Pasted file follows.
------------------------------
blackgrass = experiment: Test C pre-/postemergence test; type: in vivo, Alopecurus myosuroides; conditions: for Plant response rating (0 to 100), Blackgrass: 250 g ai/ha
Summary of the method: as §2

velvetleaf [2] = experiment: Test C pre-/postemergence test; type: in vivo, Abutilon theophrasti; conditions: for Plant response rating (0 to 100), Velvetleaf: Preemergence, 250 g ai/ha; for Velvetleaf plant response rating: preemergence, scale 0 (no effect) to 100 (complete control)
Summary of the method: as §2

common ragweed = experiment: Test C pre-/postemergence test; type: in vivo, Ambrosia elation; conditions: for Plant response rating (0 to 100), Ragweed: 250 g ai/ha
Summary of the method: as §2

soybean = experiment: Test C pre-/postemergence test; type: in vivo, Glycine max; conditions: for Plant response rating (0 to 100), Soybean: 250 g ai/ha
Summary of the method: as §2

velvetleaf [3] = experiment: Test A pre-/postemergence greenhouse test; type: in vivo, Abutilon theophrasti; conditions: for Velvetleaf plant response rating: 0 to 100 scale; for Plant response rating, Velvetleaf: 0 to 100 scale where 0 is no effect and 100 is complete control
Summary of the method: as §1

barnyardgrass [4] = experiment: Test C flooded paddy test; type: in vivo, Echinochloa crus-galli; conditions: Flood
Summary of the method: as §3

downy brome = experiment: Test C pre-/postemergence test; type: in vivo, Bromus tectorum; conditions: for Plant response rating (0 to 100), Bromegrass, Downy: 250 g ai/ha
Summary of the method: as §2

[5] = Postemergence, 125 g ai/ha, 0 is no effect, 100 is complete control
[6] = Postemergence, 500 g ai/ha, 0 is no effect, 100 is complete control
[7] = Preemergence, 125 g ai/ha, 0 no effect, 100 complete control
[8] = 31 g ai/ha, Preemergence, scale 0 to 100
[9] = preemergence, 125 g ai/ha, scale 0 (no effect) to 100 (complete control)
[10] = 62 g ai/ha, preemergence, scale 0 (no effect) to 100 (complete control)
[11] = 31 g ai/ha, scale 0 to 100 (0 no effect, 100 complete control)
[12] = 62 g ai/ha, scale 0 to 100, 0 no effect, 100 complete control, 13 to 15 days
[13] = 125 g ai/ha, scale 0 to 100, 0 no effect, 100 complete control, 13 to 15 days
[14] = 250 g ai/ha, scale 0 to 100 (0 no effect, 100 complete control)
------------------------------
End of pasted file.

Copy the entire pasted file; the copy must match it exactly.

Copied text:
blackgrass = experiment: Test C pre-/postemergence test; type: in vivo, Alopecurus myosuroides; conditions: for Plant response rating (0 to 100), Blackgrass: 250 g ai/ha
Summary of the method: as §2

velvetleaf [2] = experiment: Test C pre-/postemergence test; type: in vivo, Abutilon theophrasti; conditions: for Plant response rating (0 to 100), Velvetleaf: Preemergence, 250 g ai/ha; for Velvetleaf plant response rating: preemergence, scale 0 (no effect) to 100 (complete control)
Summary of the method: as §2

common ragweed = experiment: Test C pre-/postemergence test; type: in vivo, Ambrosia elation; conditions: for Plant response rating (0 to 100), Ragweed: 250 g ai/ha
Summary of the method: as §2

soybean = experiment: Test C pre-/postemergence test; type: in vivo, Glycine max; conditions: for Plant response rating (0 to 100), Soybean: 250 g ai/ha
Summary of the method: as §2

velvetleaf [3] = experiment: Test A pre-/postemergence greenhouse test; type: in vivo, Abutilon theophrasti; conditions: for Velvetleaf plant response rating: 0 to 100 scale; for Plant response rating, Velvetleaf: 0 to 100 scale where 0 is no effect and 100 is complete control
Summary of the method: as §1

barnyardgrass [4] = experiment: Test C flooded paddy test; type: in vivo, Echinochloa crus-galli; conditions: Flood
Summary of the method: as §3

downy brome = experiment: Test C pre-/postemergence test; type: in vivo, Bromus tectorum; conditions: for Plant response rating (0 to 100), Bromegrass, Downy: 250 g ai/ha
Summary of the method: as §2

[5] = Postemergence, 125 g ai/ha, 0 is no effect, 100 is complete control
[6] = Postemergence, 500 g ai/ha, 0 is no effect, 100 is complete control
[7] = Preemergence, 125 g ai/ha, 0 no effect, 100 complete control
[8] = 31 g ai/ha, Preemergence, scale 0 to 100
[9] = preemergence, 125 g ai/ha, scale 0 (no effect) to 100 (complete control)
[10] = 62 g ai/ha, preemergence, scale 0 (no effect) to 100 (complete control)
[11] = 31 g ai/ha, scale 0 to 100 (0 no effect, 100 complete control)
[12] = 62 g ai/ha, scale 0 to 100, 0 no effect, 100 complete control, 13 to 15 days
[13] = 125 g ai/ha, scale 0 to 100, 0 no effect, 100 complete control, 13 to 15 days
[14] = 250 g ai/ha, scale 0 to 100 (0 no effect, 100 complete control)